Harper Lee in 2007
As I write this, bookstores and online book vendors are getting ready to sell something unusual. After sixty years of mostly silence, the “missing” manuscript, Go Set a Watchman, that Harper Lee wrote before she wrote her masterpiece, To Kill a Mockingbird, will be officially on sale on Tuesday, July 14, 2015. Some will love it, because Lee wrote it, some will hate it, because it isn’t just like To Kill a Mockingbird, and many people won’t care, because they don’t read. I don’t know if I will like it or not, but since I read, eventually I will tackle it.
Part of the mystery is why publish this manuscript, and why do it now? Let’s go back some sixty years. Nelle Harper Lee, daughter of a lawyer in Monroeville, Alabama, dropped out of law school to focus on her writing. Her daddy wasn’t pleased and told her that she could now support herself. So she worked days booking airline flights and wrote in her spare time. Then, friends gave her sufficient funds to work on her writing full time for a year, so she quit her job and focused on writing. In 1957, Nelle Harper Lee won a contract for her debut novel, Go Set a Watchman. Lee’s editor of the time suggested that Lee go back and rewrite the book, focusing on the events which were told in flashbacks. Having spent a year on GSAW, I’m sure Lee had mixed feelings about this more than a rewrite, but new authors have to trust experienced editors, so Lee went back and worked for two more years. The result her her labors was To Kill a Mockingbird, which was instantly successful, being selected for various book clubs. Lee won the Pulitzer Prize for fiction and the excellent movie version of the book added to the fame (and fortune) of this lady from a very small town in Alabama.
Not much has been published about Nelle Harper Lee, largely because she seemed unprepared for the trappings of fame which accompanied the publication of To Kill a Mockingbird. Not long after the movie’s successful run, she became a literary recluse; not granting any interviews. She kept up with her friends, but she did not want to talk about her now very famous novel.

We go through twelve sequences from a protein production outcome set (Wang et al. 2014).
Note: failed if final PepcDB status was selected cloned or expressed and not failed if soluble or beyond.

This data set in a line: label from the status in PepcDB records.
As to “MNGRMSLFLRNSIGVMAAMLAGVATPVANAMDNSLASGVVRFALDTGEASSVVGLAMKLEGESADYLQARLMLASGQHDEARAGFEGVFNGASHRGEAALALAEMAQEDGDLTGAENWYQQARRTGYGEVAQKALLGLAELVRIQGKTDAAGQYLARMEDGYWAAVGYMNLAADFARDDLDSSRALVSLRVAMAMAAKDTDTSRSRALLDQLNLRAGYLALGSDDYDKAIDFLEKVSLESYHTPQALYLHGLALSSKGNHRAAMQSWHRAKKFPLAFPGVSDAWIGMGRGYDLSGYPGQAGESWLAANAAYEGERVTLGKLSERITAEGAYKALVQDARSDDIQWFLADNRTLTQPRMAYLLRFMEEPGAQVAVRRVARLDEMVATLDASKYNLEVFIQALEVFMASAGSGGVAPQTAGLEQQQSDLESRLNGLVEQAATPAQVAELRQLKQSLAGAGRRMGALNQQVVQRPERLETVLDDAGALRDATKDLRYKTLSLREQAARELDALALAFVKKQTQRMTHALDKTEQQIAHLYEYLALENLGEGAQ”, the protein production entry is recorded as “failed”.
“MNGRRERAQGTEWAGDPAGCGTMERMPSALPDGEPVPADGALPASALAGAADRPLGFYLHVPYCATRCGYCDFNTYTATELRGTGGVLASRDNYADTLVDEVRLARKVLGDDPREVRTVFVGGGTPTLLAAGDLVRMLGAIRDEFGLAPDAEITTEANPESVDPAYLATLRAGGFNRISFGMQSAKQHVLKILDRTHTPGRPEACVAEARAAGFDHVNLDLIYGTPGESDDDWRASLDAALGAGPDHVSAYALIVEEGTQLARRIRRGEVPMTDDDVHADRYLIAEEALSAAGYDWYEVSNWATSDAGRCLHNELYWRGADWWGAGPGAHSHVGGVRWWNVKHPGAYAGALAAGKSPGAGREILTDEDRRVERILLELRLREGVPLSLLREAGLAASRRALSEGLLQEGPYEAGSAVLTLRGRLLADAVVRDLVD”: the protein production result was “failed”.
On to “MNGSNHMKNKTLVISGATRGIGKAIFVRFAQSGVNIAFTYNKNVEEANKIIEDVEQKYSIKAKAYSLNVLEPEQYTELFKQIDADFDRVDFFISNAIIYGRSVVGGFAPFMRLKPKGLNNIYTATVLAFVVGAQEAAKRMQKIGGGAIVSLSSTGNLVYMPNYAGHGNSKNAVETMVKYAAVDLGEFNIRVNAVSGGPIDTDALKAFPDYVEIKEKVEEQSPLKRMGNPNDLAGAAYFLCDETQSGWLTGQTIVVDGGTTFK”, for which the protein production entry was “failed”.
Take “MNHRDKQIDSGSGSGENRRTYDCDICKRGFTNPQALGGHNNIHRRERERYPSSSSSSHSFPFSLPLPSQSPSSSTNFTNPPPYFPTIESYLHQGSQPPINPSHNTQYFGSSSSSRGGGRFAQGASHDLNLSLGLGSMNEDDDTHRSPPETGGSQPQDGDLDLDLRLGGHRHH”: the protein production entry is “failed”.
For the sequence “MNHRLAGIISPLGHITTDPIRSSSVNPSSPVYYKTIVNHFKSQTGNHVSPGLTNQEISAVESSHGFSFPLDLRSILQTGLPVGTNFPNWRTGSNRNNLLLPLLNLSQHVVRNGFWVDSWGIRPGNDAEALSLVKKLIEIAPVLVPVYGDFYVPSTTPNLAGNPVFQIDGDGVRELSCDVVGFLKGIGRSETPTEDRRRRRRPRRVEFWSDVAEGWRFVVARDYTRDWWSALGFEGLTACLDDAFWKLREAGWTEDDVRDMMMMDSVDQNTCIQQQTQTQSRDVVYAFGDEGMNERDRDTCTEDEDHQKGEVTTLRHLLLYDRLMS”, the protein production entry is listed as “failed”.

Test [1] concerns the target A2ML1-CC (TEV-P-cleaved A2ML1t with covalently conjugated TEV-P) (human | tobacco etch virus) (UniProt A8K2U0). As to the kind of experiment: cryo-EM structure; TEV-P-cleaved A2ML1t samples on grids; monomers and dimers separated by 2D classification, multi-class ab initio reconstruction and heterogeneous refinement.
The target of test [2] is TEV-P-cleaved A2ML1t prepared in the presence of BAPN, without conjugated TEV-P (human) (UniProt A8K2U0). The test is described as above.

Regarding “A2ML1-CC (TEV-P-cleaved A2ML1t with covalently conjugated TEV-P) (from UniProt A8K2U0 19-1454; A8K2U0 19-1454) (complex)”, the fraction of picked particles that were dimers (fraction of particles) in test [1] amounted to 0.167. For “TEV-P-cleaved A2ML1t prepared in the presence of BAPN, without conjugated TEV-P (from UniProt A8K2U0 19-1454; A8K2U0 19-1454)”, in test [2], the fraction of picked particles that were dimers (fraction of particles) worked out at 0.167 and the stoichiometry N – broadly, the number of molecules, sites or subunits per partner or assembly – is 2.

While I am certainly not famous, and don’t expect to be, I do get it. Really. My least favorite part of being a writer is answering all of the “why” questions which come from readers. For whatever reasons, many readers can’t let the work speak for itself, so they want more and more from the author. (I’ve always thought that Stephen King’s Misery is a backlash against obsessed readers.) Apparently, Ms. Lee was also not confident in her other work, so she didn’t finish her other projects after TKAM, nor did she make any efforts to have the first manuscript, Go Set a Watchman, published. Apparently, she was content to split time between her apartment in New York City and her home in Alabama.
In 2007, Ms. Lee had a stroke; she already had severe hearing loss and macular degeneration. Her older sister, Alice, an attorney, had handled many of Lee’s financial affairs, but the Lee sisters both relied upon her literary agent to handle much of the business side of publishing, especially collecting the considerable royalties from the ever popular novel. Alice Lee’s own health began to fail her when she was in her nineties, so, increasingly, people less loyal to Nelle have had greater access to her and to her finances. Without going into detail, the copyright to TKAM has changed hands a couple of times, law suits have been filed against various parties over the rights, and over rights to merchandise bearing the name of the famous novel, and a considerable amount of greed has been part of the landscape. Finally, a judge did rule Ms. Lee, who is now confined to an assisted living facility, competent to make the decision to publish this long “lost” work, and it will be available for purchase. Based on pre-sells, it is already sure to be a bestseller.
Fifty years from now, scholars will be writing papers on this matter. By all accounts, Ms. Lee had forty years of good health and good mind, and during that time, she did not seek to publish the previous manuscript. So the question is, did Harper Lee, who did not have much confidence in her later work, want readers to see this early manuscript? Or is it being published to fatten the wallets of the “handlers” of the elderly and failing Harper Lee?
That’s why this is a literary and legal mystery.